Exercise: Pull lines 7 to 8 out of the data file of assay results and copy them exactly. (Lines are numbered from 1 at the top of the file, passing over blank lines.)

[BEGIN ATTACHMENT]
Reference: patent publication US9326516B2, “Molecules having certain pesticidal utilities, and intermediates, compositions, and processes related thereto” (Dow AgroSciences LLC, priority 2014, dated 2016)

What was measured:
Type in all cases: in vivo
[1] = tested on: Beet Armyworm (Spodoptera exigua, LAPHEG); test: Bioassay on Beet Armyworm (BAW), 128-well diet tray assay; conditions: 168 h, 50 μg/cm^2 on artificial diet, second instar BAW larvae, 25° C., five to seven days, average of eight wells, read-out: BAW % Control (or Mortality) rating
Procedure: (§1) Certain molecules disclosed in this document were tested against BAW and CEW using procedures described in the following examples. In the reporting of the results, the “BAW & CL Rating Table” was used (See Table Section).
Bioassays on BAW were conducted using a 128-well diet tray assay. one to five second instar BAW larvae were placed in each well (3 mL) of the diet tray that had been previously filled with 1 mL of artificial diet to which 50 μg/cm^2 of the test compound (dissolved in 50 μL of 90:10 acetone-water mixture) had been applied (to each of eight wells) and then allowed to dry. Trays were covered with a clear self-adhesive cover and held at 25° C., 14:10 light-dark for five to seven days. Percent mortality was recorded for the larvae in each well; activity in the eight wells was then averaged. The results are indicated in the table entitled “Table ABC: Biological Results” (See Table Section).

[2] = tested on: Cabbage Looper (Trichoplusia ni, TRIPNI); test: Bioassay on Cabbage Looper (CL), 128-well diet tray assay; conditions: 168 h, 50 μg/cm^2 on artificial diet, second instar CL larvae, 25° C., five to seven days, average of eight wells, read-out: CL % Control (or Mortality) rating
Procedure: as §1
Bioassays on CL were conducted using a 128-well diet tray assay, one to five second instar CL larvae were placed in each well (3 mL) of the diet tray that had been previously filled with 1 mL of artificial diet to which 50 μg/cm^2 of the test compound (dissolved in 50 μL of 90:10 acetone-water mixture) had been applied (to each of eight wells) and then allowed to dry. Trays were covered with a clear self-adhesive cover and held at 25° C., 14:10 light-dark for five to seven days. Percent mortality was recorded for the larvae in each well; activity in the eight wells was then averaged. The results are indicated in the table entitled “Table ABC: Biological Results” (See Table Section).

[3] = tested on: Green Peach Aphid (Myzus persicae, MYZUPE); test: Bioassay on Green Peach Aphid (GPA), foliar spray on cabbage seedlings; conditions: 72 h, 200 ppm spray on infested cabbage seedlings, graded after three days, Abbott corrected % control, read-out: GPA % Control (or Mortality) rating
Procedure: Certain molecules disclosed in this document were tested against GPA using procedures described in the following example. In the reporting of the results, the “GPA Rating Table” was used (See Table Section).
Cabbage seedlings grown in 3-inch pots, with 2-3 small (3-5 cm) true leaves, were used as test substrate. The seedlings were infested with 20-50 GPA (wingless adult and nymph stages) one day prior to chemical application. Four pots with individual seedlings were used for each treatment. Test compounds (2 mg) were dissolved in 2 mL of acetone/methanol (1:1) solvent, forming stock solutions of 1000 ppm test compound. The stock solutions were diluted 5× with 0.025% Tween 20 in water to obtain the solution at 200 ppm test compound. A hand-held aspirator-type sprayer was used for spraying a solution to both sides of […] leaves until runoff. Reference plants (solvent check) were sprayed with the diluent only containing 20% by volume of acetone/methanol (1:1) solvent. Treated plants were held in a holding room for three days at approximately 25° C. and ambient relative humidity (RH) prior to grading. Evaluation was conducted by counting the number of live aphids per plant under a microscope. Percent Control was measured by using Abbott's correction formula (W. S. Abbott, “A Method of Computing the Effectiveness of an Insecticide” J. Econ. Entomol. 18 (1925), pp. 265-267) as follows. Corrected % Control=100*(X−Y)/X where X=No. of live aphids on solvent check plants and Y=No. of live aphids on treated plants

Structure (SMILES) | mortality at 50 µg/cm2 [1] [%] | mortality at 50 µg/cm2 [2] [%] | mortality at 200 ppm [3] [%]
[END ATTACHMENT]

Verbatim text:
[2] = tested on: Cabbage Looper (Trichoplusia ni, TRIPNI); test: Bioassay on Cabbage Looper (CL), 128-well diet tray assay; conditions: 168 h, 50 μg/cm^2 on artificial diet, second instar CL larvae, 25° C., five to seven days, average of eight wells, read-out: CL % Control (or Mortality) rating
Procedure: as §1